From the individual’s perspective, these reforms will likely be welcomed. For marketers, they will provide clear guidance and clarity as to what can and cannot be done with personal information.

5. Distinction between controllers and processors.

Proposal 22.1 proposes to introduce the concept of ‘controllers’ and ‘processors’ into the Privacy Act.

This is conceptually aligned with the General Data Protection Regulation (GDPR)—which you can read more about here—and is an exciting development that will provide greater clarity on the responsibility for different entities involved in processing or handling personal information.

The controller is the entity that has the primary relationship with the individual or end user. Controllers are typically primarily responsible for what happens with the individual’s personal information.

The processor is any kind of service provider or other organisation who uses that personal information on behalf of the controller (generally as a service provider).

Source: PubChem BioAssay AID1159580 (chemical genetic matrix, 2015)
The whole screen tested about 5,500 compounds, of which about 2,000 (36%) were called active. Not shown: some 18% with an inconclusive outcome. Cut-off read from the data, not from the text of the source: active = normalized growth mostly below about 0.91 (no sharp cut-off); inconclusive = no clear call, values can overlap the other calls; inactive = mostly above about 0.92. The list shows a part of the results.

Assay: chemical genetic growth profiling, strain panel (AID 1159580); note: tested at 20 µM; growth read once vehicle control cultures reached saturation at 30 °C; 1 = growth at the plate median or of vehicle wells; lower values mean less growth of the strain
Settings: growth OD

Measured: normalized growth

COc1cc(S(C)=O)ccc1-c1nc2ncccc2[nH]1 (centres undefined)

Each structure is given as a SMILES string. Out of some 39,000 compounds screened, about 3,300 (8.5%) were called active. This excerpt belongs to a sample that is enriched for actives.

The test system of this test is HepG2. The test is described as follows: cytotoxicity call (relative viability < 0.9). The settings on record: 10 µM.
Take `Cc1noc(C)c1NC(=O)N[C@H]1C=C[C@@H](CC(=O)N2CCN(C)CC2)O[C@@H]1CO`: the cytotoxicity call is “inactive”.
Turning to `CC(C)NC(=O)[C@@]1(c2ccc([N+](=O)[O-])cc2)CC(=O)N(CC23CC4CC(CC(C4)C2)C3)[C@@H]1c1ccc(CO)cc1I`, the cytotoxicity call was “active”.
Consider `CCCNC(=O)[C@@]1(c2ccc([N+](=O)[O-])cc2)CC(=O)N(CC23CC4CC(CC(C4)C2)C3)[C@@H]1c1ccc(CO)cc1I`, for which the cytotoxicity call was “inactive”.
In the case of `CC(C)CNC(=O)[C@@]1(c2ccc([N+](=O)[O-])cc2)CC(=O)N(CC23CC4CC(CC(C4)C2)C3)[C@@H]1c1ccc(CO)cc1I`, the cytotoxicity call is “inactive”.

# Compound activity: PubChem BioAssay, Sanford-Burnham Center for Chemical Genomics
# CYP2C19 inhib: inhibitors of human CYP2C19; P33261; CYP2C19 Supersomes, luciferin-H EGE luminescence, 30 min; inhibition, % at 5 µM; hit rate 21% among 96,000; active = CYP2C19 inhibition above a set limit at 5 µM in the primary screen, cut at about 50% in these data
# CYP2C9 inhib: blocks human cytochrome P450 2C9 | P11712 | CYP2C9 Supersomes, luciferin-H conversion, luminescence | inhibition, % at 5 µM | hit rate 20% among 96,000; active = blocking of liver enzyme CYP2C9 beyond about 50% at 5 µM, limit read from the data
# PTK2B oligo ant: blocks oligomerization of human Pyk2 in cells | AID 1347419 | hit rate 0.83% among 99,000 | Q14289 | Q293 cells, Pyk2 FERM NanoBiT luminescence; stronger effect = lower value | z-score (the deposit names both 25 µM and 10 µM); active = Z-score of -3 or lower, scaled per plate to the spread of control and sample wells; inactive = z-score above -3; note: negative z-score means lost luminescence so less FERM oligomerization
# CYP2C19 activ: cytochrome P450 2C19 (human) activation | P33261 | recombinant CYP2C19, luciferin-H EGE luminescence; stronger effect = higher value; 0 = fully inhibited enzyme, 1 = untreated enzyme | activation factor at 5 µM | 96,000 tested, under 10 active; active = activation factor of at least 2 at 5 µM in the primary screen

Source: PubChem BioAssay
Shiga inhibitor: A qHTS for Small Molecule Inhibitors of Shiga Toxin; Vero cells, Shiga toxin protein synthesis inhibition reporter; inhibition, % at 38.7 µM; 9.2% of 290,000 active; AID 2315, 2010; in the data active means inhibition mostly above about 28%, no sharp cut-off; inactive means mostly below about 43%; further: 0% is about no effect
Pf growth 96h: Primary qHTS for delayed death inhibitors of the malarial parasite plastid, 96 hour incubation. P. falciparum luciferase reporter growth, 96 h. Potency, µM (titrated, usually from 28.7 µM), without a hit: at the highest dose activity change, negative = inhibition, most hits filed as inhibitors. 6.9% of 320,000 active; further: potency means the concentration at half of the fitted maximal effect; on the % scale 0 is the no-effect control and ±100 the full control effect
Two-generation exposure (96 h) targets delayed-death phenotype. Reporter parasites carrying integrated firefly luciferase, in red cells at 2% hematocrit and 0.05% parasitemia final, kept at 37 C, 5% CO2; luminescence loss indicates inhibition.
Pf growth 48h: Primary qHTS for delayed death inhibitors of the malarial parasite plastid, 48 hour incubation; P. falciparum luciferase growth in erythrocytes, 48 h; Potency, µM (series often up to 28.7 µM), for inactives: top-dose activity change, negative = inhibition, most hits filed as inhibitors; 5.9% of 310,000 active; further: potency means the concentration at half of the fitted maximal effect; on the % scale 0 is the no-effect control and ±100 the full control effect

Let’s say you lead a marketing team and you are collecting names and email addresses from customers and potential customers for your newsletter. You engage a marketing agency to help you create and send those newsletters each month. In this example, your organisation would be considered the data controller because you hold the primary relationship with the individual whose data you’re collecting. The marketing agency would be considered the data processor as they are using that collected data in order to deliver the services you are engaging them for.

From a privacy perspective, delineating between these two entities is important and logical. From a marketing perspective, it provides you with clarity and further enables you to make informed decisions about how you will handle personal information.

Under the current Act, organisations in the typical processor role—those who don’t have a direct relationship with the individual or end-user whom they’re collecting or using information about—find it difficult to comply. For example, it’s particularly difficult to provide a collection notice to the individual if you are in the processor role.

Ella notes:

“The proposed reforms reflect the fact that we cannot continue to apply equal governance to all entities and expect equal compliance. Varying organisations involved in digital service delivery have very different relationships with individual end-users.”